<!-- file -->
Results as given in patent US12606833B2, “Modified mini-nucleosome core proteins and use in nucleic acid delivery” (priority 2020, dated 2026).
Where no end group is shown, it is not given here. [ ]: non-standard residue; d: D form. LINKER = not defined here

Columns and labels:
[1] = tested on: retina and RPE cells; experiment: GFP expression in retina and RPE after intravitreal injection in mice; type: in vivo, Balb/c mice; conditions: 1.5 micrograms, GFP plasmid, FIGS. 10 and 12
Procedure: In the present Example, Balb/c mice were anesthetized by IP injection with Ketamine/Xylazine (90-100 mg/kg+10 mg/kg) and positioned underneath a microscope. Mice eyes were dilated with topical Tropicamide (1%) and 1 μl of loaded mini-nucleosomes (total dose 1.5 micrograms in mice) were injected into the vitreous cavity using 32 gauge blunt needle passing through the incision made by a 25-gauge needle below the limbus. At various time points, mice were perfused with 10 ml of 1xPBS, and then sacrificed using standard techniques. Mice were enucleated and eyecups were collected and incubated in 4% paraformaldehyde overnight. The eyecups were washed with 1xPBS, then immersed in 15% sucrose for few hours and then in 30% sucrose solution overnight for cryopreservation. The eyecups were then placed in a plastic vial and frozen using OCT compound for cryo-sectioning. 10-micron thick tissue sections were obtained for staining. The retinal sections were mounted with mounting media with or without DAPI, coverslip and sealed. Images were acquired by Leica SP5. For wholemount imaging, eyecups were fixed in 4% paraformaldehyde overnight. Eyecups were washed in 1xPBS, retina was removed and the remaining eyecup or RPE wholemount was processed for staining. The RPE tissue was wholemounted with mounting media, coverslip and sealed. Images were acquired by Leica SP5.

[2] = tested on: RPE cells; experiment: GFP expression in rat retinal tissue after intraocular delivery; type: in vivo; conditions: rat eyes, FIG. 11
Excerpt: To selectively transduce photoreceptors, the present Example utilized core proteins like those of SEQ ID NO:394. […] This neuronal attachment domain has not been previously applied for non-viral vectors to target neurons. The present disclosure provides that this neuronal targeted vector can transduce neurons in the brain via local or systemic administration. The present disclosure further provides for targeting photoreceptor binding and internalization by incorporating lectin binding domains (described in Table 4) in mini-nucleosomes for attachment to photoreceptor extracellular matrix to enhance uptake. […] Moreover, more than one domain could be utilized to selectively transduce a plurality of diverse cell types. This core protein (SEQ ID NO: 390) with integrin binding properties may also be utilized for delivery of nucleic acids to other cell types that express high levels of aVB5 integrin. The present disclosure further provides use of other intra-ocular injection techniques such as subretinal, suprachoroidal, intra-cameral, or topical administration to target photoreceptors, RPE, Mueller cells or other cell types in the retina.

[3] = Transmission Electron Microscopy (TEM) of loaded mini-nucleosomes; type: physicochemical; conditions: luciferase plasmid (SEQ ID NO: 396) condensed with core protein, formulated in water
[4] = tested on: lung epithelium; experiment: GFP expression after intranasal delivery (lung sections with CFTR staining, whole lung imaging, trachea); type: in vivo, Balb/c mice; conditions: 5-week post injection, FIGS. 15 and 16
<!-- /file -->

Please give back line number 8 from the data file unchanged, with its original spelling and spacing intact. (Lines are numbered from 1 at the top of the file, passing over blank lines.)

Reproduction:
[3] = Transmission Electron Microscopy (TEM) of loaded mini-nucleosomes; type: physicochemical; conditions: luciferase plasmid (SEQ ID NO: 396) condensed with core protein, formulated in water